Enjoy the fireworks and be safe on the water!

Fishing Tournaments June 29- July 5

There are no fishing tournaments scheduled for Barren River Lake June 29- July 5, other than the regular weekday tournaments.

Weekday Tournaments out of Port Oliver Recreation Area:
Mondays 6- 9:30 p.m. – 2 Fish 1 slot included
Tuesdays 6- 9:30 p.m. – One fish (big fish)
Thursdays 6- 9:30 p.m. – 3 fish one slot included
All times are Central Time.

Yankee Doodle Regatta will be July 4

The Port Oliver Yacht Club‘s annual Yankee Doodle Regatta will be sailing across Barren River Lake on Saturday, July 4.
The annual regatta is FREE to members.
It will be followed by a barbeque and watching the fireworks at the Barren River Lake State Park at dark.
The captains meeting is at 10 a.m., with the regatta set to begin shortly after.

Concerts, fireworks highlight July 4 weekend in Barren River Lake region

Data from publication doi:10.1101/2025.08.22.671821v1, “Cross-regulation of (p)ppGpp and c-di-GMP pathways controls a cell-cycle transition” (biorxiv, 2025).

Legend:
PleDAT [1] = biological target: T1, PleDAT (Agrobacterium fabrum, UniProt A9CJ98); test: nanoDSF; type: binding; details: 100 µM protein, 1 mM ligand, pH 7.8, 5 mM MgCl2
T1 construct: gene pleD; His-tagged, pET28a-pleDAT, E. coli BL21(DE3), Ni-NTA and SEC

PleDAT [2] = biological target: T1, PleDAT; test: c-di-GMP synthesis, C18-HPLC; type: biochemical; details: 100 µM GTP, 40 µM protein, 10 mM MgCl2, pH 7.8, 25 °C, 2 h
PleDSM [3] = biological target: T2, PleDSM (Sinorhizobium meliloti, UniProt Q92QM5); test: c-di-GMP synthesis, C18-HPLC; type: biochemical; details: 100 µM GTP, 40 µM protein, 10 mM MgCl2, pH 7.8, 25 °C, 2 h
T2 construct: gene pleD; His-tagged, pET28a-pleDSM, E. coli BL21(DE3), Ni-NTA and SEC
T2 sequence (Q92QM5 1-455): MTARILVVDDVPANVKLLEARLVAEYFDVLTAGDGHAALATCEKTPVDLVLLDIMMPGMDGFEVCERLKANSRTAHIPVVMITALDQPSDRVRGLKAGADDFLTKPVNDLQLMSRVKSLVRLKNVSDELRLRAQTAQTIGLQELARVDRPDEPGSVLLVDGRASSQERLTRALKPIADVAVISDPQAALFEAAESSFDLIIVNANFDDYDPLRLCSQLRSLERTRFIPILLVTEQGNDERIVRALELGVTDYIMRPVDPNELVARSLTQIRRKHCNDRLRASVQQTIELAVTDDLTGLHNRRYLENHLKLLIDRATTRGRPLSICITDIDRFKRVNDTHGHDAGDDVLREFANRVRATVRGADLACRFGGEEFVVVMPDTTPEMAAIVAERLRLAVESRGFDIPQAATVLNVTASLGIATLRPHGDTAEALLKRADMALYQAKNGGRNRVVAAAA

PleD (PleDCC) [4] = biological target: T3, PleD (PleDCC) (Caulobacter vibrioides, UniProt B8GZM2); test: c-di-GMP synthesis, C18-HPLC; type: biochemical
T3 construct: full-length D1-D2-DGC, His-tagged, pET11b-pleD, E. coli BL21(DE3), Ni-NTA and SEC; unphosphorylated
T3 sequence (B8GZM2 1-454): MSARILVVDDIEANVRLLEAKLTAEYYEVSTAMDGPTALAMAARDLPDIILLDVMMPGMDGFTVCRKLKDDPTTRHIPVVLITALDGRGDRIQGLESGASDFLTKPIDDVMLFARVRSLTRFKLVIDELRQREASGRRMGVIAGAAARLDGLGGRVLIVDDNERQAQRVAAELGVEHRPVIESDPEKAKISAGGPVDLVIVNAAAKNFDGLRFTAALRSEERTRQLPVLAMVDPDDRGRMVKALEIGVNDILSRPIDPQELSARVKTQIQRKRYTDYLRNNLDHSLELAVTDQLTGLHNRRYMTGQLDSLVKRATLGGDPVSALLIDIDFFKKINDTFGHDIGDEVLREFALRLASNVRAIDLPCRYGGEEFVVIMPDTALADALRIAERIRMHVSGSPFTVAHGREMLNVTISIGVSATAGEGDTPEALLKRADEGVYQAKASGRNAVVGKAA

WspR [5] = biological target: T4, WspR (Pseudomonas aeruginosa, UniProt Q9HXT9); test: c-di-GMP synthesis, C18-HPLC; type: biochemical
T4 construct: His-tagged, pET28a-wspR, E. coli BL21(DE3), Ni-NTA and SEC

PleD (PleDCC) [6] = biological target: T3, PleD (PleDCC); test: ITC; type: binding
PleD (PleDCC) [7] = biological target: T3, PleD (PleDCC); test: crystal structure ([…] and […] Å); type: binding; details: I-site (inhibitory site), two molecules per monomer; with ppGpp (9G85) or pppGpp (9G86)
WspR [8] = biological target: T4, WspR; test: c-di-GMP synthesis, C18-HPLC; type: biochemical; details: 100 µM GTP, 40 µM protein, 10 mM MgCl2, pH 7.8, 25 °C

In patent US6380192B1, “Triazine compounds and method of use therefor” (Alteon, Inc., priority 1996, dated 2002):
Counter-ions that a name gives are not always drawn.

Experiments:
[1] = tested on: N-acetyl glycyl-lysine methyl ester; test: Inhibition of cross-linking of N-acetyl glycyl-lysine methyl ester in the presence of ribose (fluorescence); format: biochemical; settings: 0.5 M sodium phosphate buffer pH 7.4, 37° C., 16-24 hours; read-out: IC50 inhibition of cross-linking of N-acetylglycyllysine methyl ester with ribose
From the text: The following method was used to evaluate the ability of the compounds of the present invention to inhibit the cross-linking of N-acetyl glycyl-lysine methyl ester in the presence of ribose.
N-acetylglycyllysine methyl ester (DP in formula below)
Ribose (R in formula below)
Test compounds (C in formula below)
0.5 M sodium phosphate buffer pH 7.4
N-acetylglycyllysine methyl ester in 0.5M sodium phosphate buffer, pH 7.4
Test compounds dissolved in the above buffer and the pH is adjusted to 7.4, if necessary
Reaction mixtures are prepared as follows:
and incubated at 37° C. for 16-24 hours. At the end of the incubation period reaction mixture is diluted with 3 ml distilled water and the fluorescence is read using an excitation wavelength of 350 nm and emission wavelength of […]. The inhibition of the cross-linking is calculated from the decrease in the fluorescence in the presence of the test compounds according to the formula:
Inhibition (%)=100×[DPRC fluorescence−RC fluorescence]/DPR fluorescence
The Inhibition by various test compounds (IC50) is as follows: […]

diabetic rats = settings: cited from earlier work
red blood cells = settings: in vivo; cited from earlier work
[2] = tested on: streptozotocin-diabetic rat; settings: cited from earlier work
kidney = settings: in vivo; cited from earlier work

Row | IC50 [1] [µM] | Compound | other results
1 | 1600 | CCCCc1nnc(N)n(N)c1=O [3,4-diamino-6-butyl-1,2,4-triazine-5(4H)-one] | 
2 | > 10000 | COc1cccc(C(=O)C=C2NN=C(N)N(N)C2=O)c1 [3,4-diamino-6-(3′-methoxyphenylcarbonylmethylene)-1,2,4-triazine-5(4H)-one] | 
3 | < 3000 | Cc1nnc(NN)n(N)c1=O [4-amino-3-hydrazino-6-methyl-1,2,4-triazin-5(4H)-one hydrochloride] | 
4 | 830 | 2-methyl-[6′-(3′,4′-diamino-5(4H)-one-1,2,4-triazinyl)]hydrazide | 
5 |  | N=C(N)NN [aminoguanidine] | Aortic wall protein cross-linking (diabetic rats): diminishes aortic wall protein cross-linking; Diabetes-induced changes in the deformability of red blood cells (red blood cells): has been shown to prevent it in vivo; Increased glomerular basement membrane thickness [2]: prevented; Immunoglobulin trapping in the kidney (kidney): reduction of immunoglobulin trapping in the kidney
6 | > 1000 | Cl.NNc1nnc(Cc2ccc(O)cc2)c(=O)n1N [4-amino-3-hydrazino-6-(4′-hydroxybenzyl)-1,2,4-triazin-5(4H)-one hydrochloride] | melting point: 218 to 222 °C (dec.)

This Fourth of July weekend is not short of things to do around Barren River and Lake.
Concerts and fireworks will mark the holiday around the region.
Here is the lineup (if you know of more, please let me know):

Friday, July 3

The country band, Diamond Rio, will be providing a FREE concert Friday, July 3, on the Square in Scottsville (just south of Barren River Lake), in honor of Allen County’s Bicentennial Celebration.
Diamond Rio is set to take the stage at 8 p.m. CT. Prior to the Diamond Rio concert, local band, Sweet Water, will be performing beginning at 5 p.m. on the Square.
Between the bands, a variety of local artists will be performing on a separate stage near the Square. A variety of food and drink vendors will also be on the Square.
The concert is being sponsored by the Dollar General Corporation, founded 1939 in Scottsville.

The 44th annual Thunderfest, sponsored by the Bowling Green Kiwanis Club, will be Friday, July 3, (rain date is July 5) at the National Corvette Museum. Gates open at 4 p.m. CT, with activities beginning at 5 p.m. Fireworks scheduled for dark.
Admission is $20 per carload. Unlimited inflatables for children requires $10 wristbands.